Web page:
This is really deceptive. It sneaks up on you and suddenly you're facing a very tight (blind) left hand corner. I almost rear ended a tractor travelling down through here. Posted by Picasa

We are doing about 130km/h as we swing onto the longest straight in Australia, Conrod. The exit to this corner is critical. If you come out too slow you've got no chance of passing anyone on the roller coaster ride of Conrod.

Conrod Straight

This is where some of the big boys really have some fun reaching speeds of up to 300kp/h (180 mph). A chicane was recently added just over that rise in the distance to slow them down.
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Conrod straight 2.

Heading towards Caltex Chase which unfortunately I didn't get a photo of.
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But getting it right means you'll see almost 300km/h in 6th gear before a quick right hand sweep sees you brake HARD for the left hander at Caltex Chase.

The left hander in The Chase requires 3rd gear, and then its the foot to floor for the right hander over the brow, onto the short straight down the hill to Murray's Corner.

Murray's is probably the best passing spot under brakes at Mt Panorama, so you've got to be on your guard not to go in too deep if you are in front. If your behind then it is a case of forcing the other guy into a mistake and get by him on the inside. Back to 2nd for the corner, on the gas for the exit, and up through the gears on Pit Straight to cross the Start/Finish line to see if you can put in that perfect lap.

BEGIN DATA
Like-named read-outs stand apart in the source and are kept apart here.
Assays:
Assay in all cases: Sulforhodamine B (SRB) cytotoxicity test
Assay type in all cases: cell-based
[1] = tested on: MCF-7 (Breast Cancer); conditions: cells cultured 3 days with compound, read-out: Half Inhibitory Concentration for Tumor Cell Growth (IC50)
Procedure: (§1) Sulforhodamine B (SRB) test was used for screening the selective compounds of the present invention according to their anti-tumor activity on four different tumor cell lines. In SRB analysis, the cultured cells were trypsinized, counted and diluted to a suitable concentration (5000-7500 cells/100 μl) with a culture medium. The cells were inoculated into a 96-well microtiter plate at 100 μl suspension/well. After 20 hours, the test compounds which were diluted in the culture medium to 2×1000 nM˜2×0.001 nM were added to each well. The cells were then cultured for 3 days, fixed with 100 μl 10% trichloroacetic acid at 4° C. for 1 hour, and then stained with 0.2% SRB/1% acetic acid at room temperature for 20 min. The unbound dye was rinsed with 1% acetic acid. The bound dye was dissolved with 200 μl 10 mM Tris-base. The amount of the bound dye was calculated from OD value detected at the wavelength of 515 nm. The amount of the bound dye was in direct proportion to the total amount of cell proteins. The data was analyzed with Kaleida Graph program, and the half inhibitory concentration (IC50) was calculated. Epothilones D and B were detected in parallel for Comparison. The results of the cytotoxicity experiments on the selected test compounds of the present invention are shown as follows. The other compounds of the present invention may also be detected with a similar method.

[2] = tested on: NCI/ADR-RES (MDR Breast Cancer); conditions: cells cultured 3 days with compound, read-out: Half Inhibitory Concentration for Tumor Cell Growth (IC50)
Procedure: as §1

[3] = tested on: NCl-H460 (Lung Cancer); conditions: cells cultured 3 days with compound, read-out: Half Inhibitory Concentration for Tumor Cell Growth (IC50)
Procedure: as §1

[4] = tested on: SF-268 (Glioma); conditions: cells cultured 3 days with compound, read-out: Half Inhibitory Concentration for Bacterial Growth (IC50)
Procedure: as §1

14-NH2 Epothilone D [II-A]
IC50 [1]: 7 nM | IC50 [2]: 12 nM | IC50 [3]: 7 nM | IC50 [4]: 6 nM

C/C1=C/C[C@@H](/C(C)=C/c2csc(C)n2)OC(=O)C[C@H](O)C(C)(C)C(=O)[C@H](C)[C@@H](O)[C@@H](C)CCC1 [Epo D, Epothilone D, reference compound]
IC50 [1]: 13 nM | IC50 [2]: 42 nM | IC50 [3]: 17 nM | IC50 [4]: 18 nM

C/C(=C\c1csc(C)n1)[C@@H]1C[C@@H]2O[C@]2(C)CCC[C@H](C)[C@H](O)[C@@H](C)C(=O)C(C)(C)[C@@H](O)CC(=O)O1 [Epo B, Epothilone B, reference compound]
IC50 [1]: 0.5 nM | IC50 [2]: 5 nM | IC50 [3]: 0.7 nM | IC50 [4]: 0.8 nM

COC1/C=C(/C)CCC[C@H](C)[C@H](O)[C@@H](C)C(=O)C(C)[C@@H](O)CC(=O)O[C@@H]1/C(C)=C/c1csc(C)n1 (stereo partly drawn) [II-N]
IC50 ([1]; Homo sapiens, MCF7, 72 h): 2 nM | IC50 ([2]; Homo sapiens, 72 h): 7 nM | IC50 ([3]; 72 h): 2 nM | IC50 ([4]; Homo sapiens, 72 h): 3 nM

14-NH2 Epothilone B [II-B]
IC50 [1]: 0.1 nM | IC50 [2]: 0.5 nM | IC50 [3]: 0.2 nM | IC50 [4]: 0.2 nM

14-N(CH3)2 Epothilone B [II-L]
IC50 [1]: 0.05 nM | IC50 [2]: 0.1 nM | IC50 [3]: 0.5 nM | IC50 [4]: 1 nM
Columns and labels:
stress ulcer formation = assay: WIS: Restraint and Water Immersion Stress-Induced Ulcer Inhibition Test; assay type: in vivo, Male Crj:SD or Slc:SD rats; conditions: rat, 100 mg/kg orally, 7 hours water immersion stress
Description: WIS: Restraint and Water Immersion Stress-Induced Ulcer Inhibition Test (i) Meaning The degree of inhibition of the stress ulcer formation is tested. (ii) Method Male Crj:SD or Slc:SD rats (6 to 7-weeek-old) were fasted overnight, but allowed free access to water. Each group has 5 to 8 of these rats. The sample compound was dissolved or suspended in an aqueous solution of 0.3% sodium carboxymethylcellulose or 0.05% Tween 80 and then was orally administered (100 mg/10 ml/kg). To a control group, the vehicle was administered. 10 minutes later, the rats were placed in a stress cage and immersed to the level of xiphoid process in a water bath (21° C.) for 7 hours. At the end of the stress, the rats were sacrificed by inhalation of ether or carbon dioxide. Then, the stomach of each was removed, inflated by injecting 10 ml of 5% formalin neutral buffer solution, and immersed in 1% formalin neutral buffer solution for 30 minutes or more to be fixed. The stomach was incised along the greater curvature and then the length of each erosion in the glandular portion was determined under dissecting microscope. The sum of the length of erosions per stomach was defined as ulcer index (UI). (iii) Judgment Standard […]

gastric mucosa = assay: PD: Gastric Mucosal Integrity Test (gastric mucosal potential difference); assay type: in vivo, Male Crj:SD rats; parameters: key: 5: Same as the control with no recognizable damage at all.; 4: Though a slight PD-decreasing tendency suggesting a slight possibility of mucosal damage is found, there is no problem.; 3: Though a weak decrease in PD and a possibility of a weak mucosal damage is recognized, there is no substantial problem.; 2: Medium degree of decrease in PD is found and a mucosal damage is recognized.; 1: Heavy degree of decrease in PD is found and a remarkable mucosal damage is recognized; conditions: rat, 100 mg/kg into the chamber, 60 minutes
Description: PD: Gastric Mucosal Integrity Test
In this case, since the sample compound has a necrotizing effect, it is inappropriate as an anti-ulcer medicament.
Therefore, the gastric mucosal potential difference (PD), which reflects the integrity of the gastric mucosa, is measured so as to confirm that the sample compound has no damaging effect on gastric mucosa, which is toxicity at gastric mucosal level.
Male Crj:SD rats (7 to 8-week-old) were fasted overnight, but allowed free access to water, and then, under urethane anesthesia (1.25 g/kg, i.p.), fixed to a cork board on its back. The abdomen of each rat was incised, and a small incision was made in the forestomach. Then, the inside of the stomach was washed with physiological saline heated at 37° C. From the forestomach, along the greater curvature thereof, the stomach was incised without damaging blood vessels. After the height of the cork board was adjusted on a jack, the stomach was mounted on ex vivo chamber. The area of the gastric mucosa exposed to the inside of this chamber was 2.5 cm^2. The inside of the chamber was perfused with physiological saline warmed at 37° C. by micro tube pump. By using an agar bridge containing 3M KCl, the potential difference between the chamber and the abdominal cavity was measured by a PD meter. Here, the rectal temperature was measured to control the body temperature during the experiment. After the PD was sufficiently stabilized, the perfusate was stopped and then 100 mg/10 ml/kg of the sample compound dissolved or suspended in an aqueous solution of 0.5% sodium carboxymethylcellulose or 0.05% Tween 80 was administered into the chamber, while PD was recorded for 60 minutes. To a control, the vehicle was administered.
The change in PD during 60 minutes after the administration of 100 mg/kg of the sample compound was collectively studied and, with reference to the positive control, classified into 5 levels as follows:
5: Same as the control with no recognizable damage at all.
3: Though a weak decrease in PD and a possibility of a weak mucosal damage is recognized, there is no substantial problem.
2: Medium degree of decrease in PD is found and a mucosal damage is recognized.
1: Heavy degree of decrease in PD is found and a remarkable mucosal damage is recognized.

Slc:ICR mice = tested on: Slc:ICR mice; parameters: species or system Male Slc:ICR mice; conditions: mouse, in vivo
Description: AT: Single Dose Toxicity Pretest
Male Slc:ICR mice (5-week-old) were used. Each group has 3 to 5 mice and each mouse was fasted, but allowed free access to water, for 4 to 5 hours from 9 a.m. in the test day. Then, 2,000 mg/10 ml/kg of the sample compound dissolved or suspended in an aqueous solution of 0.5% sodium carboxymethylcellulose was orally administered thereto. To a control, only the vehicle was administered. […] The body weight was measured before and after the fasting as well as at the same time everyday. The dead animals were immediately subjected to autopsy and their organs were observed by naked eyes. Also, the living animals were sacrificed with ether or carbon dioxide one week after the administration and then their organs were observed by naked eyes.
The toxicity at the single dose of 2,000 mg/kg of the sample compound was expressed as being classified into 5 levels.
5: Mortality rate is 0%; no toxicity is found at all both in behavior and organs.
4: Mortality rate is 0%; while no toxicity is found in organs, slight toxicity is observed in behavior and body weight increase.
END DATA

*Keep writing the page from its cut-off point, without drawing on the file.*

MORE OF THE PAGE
Out of Murray's Corner into Pit Straight Posted by Picasa

Travelling home with the sunroof open Posted by Picasa

2005 Bay to Birdwood Classic- The Birdwood Gathering.

More acres of Tin Posted by Picasa

Bay to Birdwood Classic 2005- Birdwood gathering

Acres of Tin Posted by Picasa

Rain, rain and more rain. That was about it. The rain gods were not kind this year and it was a cold, miserable, wet, grey cloudy day once we had arrived. It was too wet to really do anything except have a look around the Museum pretend to feign interest in the band who were playing to wet empty muddy field. Chairs and tables all empty. Rock and Roll ladies who had rolled up in 50's cruisers looked disappointed as their petticoat skirts went flat, supermen who had braved the wet on underpowered motorcycles and driving convertible sportscars looked frozen. Those who had dressed in period costume looked wet or cold or both.